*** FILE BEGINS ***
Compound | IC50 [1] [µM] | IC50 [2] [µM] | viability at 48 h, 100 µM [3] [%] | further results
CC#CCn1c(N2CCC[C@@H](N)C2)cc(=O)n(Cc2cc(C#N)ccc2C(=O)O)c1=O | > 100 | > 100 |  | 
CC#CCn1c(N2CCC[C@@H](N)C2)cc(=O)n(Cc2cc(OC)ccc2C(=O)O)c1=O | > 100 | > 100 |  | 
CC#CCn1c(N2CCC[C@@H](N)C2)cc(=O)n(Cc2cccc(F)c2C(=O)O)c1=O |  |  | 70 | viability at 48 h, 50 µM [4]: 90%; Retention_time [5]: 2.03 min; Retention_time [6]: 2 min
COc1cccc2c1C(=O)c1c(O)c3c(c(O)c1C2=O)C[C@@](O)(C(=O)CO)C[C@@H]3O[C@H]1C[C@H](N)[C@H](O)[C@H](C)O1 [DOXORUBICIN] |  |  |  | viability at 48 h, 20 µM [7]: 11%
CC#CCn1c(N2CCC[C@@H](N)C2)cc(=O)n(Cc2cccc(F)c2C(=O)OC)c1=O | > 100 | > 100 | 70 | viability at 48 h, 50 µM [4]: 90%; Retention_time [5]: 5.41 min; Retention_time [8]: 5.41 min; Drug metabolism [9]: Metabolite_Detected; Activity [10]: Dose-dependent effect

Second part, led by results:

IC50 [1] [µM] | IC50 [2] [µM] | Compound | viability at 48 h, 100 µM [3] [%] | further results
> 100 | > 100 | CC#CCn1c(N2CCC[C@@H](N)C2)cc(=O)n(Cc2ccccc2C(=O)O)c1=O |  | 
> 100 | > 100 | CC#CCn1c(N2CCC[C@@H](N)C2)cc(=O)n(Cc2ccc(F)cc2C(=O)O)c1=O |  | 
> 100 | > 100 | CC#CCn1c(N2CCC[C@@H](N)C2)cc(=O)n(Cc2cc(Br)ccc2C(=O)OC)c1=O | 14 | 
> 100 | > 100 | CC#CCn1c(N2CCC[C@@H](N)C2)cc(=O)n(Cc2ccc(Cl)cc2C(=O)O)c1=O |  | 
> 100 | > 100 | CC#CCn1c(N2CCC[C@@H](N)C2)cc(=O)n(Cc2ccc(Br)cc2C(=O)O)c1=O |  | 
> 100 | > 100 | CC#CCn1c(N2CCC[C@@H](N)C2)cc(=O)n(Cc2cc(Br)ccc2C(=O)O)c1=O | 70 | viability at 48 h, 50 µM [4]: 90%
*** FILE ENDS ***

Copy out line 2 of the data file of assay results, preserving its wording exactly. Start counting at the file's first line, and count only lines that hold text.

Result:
CC#CCn1c(N2CCC[C@@H](N)C2)cc(=O)n(Cc2cc(C#N)ccc2C(=O)O)c1=O | > 100 | > 100 |  | 